Employer branding can improve recruitment and retention by showing people what to expect from working at your company. It can build credibility and even protect your organization in times of change.
Knowing exactly how to build your employer brand is much more difficult. A little guidance can go a long way. If your organization is prepared to bring on an employer branding agency, here’s what you should look for.
Buy into a Vision of Success
Take a moment to align internally on goals and expectations for employer branding before you start evaluating agency partners. If you haven’t yet, build your case for employer branding and anchor it into your business strategy.
There are qualitative and quantitative reasons to hire an agency that can enhance your bottom line, but knowing which reasons matter most to your organization will be foundational to your working relationship with an agency. Are you looking for stronger engagement and retention? A communications strategy to enhance the employee experience? Support attracting the right people to your organization?
According to Glassdoor, an overwhelming majority of HR professionals agree recruitment is becoming more like marketing. Looking at the talent side of things, according to a JobVite report, 30 percent of workers left a new role within 90 days—a clear indication that misalignment between candidates and employer branding plays a role in turnover.
Identify the problems you’re solving and envision the desired outcomes for your employer brand. How will you create harmony between your brand message and actions? How will you measure success? When your team can answer those questions, decide who will take the lead in managing the project—someone to own decisions, communications, and collaborations with an employer branding agency.
4 Factors to Evaluate in an Employer Branding Agency
This process will be personal. Finding the right partnership is about finding what works best for your organization and its goals. To guide your search, keep these factors in mind:
1. Client Portfolio
There’s something to be said for showmanship and presentation, but try to look past the flash. Does an agency’s work include clients in your category? Has it solved brand positioning problems like yours? Has it worked with clients of your size?
Experience isn’t just linear—it’s also lateral. Take a broad view of each employer branding agency to understand whether it has led organizations through similar changes. If it doesn’t have adjacent category experience but has successfully worked with organizations of your scale to solve the same employer brand challenges you’re facing, it’s worth a second look.
If an agency’s experience measures up, does its portfolio have a specialized area of focus? Does it feel like every case fits a stylized design perspective? Will it complement or conflict with your own? Does its work make you feel something—good, bad, visceral, or familiar? At the end of the day, you need to feel confident it can tell your brand story.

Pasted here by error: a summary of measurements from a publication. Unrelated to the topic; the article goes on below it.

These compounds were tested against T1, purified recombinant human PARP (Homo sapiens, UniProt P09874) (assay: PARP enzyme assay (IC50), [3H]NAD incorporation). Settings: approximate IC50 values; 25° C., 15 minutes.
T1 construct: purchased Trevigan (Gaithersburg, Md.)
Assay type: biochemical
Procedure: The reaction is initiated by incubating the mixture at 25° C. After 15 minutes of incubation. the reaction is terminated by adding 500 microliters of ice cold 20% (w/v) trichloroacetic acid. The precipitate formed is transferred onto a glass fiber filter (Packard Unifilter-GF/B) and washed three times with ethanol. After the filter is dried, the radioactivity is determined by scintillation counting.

2. Proven Capability
Technical expertise is another factor to consider. From what you’ve seen, does the agency’s work meet your quality standards? Revisit your vision of success. Has it delivered the type of employer branding work you're looking for?
As you evaluate what it’s capable of, look for clear strengths and weaknesses. Does it seem like the agency relies heavily on any one discipline to compensate for weakness in others? There should be a balance of design, strategy, development, execution, and measurement to fit your needs.
Look closely at case studies. Forget the awards—did an agency’s insights solve its client’s problem? Does its work demonstrate meaningful business outcomes?
This is where it truly becomes personal. As you meet with each employer branding agency and exchange emails and calls, decide if its communication style matches yours. Is it responsive and polite? Direct and unhurried? Do you get the impression the agency will be collaborative and constructively critical, or is it just saying what you want to hear?
Gauge each agency’s reaction to your timeline and budget. Does it think it’s realistic? Do you know what the next steps will look like when you start working together? Trust your gut here—these will be telling answers.
Consider how the agency will get to the heart of your organization. If it’s not capable or ready to diagnose your culture, are you prepared to prescribe for it? Can you afford to have an order-taking agency partner? Maybe that’s exactly what you need; you know your organization best.
As you develop a plan of action and scope of work, consider what’s right for your team. Will this be a drive-through window experience where you get exactly what you ask for? Or will it be more like fine dining, where you’ll be guided and surprised at every course?
4. Vision Fit
You know how you plan to define success, but the agency will have its own perspective. Make sure its vision aligns with yours and you understand how the agency plans to measure it.
Before moving forward, get a sense of whether it clearly understands your employer branding needs and how to solve them. How can the agency assure you of its ability to remain neutral about your organization? You want it to stand far enough away to make honest assessments but close enough to validate them. If the agency doesn’t have a point of view on this, that’s a red flag.
Find Your Fit
Knowing what to look for in an employer branding agency is about knowing what will work for you and your team—not what worked for one of your competitors. You want to find the right fit for your organization in order to realize qualitative and quantitative results.
As you meet with prospective partners, be prepared with questions to ask. Read Maximizing Your ROI: Agency vs. In-House Employer Branding Solutions for more insights.